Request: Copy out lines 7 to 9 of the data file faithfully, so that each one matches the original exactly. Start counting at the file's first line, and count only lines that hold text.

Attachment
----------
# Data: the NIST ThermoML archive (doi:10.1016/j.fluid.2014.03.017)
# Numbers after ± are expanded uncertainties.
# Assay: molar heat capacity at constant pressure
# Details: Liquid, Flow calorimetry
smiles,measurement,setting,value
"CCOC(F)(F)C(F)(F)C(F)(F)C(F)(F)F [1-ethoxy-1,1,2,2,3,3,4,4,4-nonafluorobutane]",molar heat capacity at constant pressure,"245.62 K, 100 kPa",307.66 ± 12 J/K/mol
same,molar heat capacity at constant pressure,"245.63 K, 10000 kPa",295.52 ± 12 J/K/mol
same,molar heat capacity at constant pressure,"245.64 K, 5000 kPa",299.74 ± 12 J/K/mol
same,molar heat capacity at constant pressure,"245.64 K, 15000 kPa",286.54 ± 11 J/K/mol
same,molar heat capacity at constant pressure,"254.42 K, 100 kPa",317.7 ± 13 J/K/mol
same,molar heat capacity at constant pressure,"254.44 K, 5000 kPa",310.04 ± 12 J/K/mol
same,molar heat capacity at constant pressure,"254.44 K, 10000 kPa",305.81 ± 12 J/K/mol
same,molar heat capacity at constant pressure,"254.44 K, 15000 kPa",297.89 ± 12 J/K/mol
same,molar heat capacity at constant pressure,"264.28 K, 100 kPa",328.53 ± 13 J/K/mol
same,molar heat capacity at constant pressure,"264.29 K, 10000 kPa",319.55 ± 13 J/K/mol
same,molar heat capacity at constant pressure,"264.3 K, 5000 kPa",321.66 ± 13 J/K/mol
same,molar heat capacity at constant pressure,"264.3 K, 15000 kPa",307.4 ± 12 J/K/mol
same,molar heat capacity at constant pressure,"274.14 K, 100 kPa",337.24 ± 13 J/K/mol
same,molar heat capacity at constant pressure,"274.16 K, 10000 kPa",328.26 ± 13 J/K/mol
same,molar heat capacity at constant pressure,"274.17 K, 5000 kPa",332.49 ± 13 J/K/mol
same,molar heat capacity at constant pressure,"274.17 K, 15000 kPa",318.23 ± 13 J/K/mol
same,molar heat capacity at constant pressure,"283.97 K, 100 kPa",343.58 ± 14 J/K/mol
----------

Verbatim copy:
same,molar heat capacity at constant pressure,"245.63 K, 10000 kPa",295.52 ± 12 J/K/mol
same,molar heat capacity at constant pressure,"245.64 K, 5000 kPa",299.74 ± 12 J/K/mol
same,molar heat capacity at constant pressure,"245.64 K, 15000 kPa",286.54 ± 11 J/K/mol